By: David Bauder, AP Television Writer
(AP) The political scoop of the year came not from some hotshot journalist, but an airplane mechanic in Pittsburgh.
Bryan Smith, a 39-year-old US Airways employee who lives in Moon Township, Pa., found out that John Kerry had chosen John Edwards as his vice presidential candidate several hours before journalists, and even before Edwards was asked Tuesday.
He posted the hot news on a little-noticed Web site, USaviation.com, and went to sleep.
Most of the nation’s top political journalists had been hunting the story for months, with some staying up much of the night Monday trying to uncover the secret.
On duty Monday night, Smith rode a golf cart through a hangar where Kerry’s 757 was resting, waiting for a trip from Pittsburgh to Indianapolis the next day. He was later told the hangar was off limits.
“They secured the hangar to keep people out of it, but they didn’t close all the doors and some of the windows were open,” Smith said.
He looked in and saw “Edwards” decals being attached to the airplane’s fuselage, then quickly covered up with brown paper and masking tape.
“I guess I looked at the right time,” he said.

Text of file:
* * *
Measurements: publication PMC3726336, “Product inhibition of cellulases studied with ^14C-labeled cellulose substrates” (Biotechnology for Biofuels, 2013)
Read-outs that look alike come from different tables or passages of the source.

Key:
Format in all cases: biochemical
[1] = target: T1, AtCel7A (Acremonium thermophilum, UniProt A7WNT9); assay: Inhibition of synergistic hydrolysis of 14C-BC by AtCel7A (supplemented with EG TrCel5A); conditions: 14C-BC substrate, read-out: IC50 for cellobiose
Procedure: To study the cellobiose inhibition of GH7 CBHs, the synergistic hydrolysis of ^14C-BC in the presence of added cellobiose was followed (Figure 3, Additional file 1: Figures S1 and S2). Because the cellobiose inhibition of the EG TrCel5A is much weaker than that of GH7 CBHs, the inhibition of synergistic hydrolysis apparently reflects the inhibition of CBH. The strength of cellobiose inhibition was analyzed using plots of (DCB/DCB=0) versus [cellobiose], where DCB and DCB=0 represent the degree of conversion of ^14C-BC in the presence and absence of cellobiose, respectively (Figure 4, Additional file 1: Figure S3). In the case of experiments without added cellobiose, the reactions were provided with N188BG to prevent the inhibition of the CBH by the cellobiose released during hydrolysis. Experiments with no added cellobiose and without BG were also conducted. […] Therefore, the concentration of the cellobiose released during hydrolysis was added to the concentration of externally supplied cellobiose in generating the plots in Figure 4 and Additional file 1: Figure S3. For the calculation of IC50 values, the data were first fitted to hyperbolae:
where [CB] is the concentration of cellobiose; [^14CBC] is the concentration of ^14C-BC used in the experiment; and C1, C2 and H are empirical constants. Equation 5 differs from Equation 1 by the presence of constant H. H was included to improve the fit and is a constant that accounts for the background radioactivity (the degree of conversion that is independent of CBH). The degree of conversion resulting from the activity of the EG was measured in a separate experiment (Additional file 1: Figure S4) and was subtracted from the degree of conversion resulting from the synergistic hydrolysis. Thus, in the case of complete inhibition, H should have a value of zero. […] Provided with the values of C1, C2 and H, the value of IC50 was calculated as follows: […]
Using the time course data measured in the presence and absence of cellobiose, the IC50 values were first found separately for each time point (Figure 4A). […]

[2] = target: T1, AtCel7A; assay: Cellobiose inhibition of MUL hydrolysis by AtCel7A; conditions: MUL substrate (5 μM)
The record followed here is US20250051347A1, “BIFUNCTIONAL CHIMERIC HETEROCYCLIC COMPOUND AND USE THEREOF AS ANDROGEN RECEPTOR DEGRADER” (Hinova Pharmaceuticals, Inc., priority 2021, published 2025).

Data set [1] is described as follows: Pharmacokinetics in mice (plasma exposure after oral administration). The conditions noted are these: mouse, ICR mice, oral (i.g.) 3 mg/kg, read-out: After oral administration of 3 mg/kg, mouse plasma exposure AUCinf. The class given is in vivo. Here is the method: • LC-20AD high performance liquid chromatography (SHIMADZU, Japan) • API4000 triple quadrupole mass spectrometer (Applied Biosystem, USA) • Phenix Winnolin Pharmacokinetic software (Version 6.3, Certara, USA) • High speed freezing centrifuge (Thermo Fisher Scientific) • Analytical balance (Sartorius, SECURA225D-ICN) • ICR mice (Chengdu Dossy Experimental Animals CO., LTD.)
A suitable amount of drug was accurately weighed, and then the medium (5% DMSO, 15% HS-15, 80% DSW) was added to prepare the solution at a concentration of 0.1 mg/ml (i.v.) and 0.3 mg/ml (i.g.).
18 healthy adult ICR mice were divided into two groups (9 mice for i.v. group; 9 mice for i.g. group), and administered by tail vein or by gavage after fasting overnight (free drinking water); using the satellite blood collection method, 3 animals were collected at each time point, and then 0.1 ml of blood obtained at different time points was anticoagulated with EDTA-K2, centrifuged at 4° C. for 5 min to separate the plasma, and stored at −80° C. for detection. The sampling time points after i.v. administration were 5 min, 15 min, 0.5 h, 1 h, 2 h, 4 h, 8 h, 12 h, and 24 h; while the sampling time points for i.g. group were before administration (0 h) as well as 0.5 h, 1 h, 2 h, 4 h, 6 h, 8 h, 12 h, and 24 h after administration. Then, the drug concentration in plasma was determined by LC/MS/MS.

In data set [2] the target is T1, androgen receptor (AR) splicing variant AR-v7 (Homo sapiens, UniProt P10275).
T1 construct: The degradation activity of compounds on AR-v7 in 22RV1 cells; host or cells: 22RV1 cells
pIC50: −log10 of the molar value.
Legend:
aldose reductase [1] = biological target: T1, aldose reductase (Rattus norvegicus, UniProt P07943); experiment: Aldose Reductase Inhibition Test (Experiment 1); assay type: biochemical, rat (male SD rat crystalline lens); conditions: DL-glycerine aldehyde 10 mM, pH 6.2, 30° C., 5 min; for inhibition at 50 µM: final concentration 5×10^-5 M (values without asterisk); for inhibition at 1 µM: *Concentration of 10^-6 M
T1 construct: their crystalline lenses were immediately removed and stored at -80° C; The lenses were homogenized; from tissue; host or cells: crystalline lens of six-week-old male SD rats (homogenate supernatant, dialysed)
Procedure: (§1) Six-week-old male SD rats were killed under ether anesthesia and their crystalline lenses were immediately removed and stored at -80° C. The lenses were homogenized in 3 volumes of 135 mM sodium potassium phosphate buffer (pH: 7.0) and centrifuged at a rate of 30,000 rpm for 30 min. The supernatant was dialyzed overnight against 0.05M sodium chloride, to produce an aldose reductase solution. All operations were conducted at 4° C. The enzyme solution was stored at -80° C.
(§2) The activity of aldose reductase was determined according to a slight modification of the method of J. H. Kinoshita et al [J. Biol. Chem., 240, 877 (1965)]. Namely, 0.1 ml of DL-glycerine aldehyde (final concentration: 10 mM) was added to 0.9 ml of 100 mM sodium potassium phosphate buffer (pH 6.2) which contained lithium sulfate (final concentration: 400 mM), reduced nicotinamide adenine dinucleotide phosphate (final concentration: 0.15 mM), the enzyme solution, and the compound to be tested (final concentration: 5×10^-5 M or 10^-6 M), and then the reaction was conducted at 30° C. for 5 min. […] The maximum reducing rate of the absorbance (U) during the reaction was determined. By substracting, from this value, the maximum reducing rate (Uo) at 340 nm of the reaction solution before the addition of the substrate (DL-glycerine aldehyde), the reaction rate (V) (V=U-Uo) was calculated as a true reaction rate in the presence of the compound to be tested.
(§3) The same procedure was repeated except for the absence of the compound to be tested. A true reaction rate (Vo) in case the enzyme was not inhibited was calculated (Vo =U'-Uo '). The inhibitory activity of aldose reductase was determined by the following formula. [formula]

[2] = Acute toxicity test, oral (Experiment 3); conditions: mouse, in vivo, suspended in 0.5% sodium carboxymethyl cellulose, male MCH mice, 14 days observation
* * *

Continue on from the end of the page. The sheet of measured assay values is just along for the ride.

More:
After getting off work, Smith went home and, at 11:45 p.m. EDT Monday, posted a one-line message on USaviation.com, using the code name Aerosmith: “John Kerry’s 757 was in hgr 4 pit tonight John Edwards decals were being put on engine cowlings and upper fuselage.”
That was it. He didn’t wait for any response or think of seeking out any political reporters.
“At a quarter to 12 at night, I was just thinking about going to bed,” he said.
The first inkling that Web site owner Kevin Laufer had that something was up was when the Web site, used for chat on contracts and other airline news, had more than 60,000 visits on Tuesday. Usually it gets 5,000 to 10,000 a day.
The first mainstream journalist to report the Edwards selection was Andrea Mitchell on NBC’s “Today” show at 7:30 a.m. Tuesday.
Yet the story was there to be had, right there on the Web. It would have been particularly helpful to the New York Post, which put an erroneous report that Kerry had chosen Rep. Dick Gephardt on its front page Tuesday.
“They should have looked at the right place,” Smith said.